It’s your son’s sixteenth birthday and he is expecting a car. Why is he expecting a car? Because since his fifteenth birthday he's been telling you there is only one kid in his grade who didn’t get a brand new car and his father is making license plates for the federal authorities. So let’s examine the choices in front of you: Option a) Buy him the brand new Mustang – bright yellow – that he’s been hinting at for the last year. Option b) Buy him a 10 year old Ford Taurus in faded blue with roll-up windows, no a/c and rusted windshield wipers. Tell him if he wants the Mustang, he needs to work over the summer and you will match him $-for-$. Option c) Get him the same thing your father got you, a pat on the back and some ideas for a weekend job so he can save up for the 10 year old Taurus. For those who don’t have the finances to avail yourself of these choices you will probably fail to appreciate how difficult it really is. So let me spell out for you what goes through the mind of a rich dad as he thinks about each of those options: Option a) New Yellow Mustang: I’ll be lucky if the only thing in two pieces by his 17th birthday is the car. Do you want me to tell you about all the rich kids who are now paraplegics because they got a car like this? Option b) 10 Year Old Ford Taurus: My son is going to get very depressed. He’ll be incredibly embarrassed that all his friends have fancy cars. His friends will make fun of him to no end. He’s going to think I hate him and he’s going to start hanging with the kids who drive this kind of car, like the one whose father is making arts-and-crafts for the State of Florida. Those kids don’t take school seriously, many are taking drugs and most drop out of school. And if you think I am exaggerating, that’s what his school counselor told me! Option c) Car Wash: My neighbor did that with his kid three years ago. On the way home from work his son was mugged. He’s now blind in one eye and has a phobia about leaving the house, which he can only do if he’s seriously medicated. Of course, any one of them could be the choice that makes the boy into a man, but which one? It’s so easy to pick, but if you pick the wrong one you will never forget it. Never! Having met a significant number of these parents who now live with the knowledge that they picked the wrong option, I can attest to the fact you will never forget making the wrong choice. Alternatively, the poor parent has an easy choice. In fact he or she doesn’t really have any choice at all. It’s the son who has the choice, and it’s real simple and real clear: grow up or be bitter. Ok, so what’s a rich father or mother to do?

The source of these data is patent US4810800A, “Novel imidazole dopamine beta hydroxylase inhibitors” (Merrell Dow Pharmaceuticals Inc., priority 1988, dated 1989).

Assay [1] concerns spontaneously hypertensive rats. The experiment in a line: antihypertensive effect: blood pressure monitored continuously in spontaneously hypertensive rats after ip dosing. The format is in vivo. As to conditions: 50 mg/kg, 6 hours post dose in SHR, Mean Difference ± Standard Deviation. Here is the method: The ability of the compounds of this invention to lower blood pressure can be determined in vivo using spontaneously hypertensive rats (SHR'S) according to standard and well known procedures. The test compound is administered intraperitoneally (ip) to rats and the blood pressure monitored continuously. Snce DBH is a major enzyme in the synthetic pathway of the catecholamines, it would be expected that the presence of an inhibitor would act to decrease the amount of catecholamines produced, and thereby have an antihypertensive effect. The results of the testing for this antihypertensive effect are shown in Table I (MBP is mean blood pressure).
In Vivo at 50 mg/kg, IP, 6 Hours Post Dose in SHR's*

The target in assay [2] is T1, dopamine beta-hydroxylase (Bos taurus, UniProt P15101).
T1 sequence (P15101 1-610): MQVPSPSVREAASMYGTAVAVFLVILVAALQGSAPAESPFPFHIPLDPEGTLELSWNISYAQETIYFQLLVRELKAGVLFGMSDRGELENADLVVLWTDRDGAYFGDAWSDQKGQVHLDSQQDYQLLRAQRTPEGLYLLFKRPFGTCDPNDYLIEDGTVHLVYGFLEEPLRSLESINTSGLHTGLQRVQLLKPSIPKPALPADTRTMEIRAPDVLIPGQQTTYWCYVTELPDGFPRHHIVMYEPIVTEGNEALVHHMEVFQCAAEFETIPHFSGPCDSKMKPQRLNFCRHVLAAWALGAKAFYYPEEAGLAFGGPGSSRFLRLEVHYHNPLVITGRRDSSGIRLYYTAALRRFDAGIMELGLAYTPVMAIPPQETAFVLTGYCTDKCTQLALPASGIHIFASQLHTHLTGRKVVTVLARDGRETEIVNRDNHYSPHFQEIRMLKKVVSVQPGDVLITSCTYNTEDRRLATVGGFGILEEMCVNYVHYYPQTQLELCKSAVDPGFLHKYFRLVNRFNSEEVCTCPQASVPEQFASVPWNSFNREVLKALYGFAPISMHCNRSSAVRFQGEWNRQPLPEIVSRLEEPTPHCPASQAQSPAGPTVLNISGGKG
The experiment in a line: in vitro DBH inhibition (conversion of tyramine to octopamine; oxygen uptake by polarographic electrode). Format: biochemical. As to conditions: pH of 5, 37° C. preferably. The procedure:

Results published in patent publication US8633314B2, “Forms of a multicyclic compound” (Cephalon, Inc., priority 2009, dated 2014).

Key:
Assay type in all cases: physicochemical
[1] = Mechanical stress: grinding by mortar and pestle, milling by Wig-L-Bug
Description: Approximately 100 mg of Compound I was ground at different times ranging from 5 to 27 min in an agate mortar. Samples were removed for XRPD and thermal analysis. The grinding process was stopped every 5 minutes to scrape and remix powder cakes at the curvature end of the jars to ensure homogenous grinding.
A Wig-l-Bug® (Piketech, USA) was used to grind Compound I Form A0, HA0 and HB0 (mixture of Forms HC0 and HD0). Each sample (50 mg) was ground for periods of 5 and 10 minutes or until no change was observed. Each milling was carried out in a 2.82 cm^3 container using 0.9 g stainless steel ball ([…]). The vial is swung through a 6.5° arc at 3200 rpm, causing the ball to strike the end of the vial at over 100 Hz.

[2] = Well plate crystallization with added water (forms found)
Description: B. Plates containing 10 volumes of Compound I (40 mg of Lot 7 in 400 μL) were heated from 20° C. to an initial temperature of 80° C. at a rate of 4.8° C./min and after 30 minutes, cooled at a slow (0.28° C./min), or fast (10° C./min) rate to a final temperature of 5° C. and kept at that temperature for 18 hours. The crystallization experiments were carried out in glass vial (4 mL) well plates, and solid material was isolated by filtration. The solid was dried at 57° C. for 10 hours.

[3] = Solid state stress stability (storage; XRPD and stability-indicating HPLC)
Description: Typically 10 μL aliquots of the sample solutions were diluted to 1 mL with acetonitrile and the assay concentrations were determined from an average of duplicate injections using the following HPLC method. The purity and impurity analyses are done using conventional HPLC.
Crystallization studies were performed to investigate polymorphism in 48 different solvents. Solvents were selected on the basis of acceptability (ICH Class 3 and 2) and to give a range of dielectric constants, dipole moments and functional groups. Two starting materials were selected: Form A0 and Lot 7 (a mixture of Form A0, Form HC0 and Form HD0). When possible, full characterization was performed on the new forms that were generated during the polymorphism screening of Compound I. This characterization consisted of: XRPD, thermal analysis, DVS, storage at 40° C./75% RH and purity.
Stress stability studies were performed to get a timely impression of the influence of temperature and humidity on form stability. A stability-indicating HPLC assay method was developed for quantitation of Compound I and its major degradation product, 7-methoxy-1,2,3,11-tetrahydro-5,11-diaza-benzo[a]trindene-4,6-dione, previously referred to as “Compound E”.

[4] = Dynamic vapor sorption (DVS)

Wouldn’t life be great if it were as easy to empower our children as it were to mess them up?I know someone who’s son is suffering from Mercury poisoning – you can google what the effects of that are. Out of five choices we gave parents in our on-line survey, feeding your child harmful food was their second highest fear.The number one fear is that their child would marry the wrong person. I know parents whose children have done just that.The third highest fear is drugs, fourth is breaking the parent child relationship. Last, is sending them to the wrong school.And, unfortunately, I’ve seen them all. Not at the hands of indifferent or “too busy” parents, but by wonderfully conscientious moms and dads.I think we have to conclude that the things that can mess up our children are as easy as can be. As Ilana Ratner and Dick Goldman eloquently pointed out, you just can’t stop the world. If the list of tragedies, from minor to major is 100, then everyone of our children will go through many of them, many times over.Yet, it is far from inevitable that our children will be messed up.Two people go through the same experience, one is traumatized for the rest of their lives, the other uses the pain to make life, theirs and others, better.I remember vividly explaining to a class the experience of one of my teachers, and how an early trauma in his life, made him who he was. A woman raised her hand and told me, that same experience occurred to her daughter. It sent her spiraling into depression, to which she has not recovered.Parents, it is clear, can be broken into two categories, those who try to shield their children from the world, and those that give their children a shield.